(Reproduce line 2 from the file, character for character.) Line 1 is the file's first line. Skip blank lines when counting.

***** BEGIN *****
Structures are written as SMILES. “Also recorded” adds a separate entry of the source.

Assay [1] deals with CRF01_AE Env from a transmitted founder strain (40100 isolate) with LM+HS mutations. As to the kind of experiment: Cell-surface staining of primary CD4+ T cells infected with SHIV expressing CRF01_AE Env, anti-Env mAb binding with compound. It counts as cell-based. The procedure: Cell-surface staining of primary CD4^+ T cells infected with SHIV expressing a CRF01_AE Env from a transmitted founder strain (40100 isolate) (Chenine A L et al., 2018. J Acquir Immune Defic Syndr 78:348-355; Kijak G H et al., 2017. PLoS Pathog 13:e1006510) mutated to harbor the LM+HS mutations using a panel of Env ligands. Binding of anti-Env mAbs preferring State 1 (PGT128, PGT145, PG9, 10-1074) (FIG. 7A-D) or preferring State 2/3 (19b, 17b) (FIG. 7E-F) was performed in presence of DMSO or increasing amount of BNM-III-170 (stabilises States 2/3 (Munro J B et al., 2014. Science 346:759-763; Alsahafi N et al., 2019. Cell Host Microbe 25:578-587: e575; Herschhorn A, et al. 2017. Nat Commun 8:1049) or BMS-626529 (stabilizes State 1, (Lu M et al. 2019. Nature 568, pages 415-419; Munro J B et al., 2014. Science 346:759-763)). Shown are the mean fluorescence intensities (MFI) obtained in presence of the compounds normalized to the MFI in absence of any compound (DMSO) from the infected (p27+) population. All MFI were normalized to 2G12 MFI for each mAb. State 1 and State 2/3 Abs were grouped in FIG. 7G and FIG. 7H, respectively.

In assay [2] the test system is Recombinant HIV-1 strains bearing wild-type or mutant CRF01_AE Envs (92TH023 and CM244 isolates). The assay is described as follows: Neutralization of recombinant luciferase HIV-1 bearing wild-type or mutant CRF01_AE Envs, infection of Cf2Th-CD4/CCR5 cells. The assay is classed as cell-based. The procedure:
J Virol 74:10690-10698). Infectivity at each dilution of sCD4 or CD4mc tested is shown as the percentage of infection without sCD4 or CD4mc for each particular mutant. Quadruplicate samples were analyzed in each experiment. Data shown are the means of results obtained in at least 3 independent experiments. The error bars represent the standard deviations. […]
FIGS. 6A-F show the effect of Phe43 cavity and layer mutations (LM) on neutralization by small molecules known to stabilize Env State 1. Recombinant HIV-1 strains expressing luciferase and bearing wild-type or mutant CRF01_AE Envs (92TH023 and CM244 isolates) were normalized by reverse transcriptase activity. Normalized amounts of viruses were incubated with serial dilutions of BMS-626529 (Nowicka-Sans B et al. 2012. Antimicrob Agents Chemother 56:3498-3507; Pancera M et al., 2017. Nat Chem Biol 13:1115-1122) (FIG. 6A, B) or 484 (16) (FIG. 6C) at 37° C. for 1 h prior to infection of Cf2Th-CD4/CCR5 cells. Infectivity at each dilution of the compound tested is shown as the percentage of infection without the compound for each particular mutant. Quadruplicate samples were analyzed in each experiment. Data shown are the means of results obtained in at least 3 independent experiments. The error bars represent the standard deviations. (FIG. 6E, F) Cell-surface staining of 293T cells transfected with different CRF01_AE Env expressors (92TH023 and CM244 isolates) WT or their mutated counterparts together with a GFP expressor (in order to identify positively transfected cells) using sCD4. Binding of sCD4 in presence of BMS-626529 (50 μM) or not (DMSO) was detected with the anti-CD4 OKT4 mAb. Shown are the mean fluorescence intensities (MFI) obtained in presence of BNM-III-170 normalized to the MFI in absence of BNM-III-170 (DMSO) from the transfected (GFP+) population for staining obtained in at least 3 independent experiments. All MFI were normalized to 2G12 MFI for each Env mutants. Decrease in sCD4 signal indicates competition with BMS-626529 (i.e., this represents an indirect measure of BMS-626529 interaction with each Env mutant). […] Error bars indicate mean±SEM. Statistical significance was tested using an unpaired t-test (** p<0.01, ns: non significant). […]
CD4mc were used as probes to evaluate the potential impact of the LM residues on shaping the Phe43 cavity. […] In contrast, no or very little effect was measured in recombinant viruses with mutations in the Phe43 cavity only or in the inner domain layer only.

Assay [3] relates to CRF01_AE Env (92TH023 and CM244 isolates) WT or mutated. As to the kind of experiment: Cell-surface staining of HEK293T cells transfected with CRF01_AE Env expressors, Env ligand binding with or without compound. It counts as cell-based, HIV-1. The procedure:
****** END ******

Assay [1] deals with CRF01_AE Env from a transmitted founder strain (40100 isolate) with LM+HS mutations. As to the kind of experiment: Cell-surface staining of primary CD4+ T cells infected with SHIV expressing CRF01_AE Env, anti-Env mAb binding with compound. It counts as cell-based. The procedure: Cell-surface staining of primary CD4^+ T cells infected with SHIV expressing a CRF01_AE Env from a transmitted founder strain (40100 isolate) (Chenine A L et al., 2018. J Acquir Immune Defic Syndr 78:348-355; Kijak G H et al., 2017. PLoS Pathog 13:e1006510) mutated to harbor the LM+HS mutations using a panel of Env ligands. Binding of anti-Env mAbs preferring State 1 (PGT128, PGT145, PG9, 10-1074) (FIG. 7A-D) or preferring State 2/3 (19b, 17b) (FIG. 7E-F) was performed in presence of DMSO or increasing amount of BNM-III-170 (stabilises States 2/3 (Munro J B et al., 2014. Science 346:759-763; Alsahafi N et al., 2019. Cell Host Microbe 25:578-587: e575; Herschhorn A, et al. 2017. Nat Commun 8:1049) or BMS-626529 (stabilizes State 1, (Lu M et al. 2019. Nature 568, pages 415-419; Munro J B et al., 2014. Science 346:759-763)). Shown are the mean fluorescence intensities (MFI) obtained in presence of the compounds normalized to the MFI in absence of any compound (DMSO) from the infected (p27+) population. All MFI were normalized to 2G12 MFI for each mAb. State 1 and State 2/3 Abs were grouped in FIG. 7G and FIG. 7H, respectively.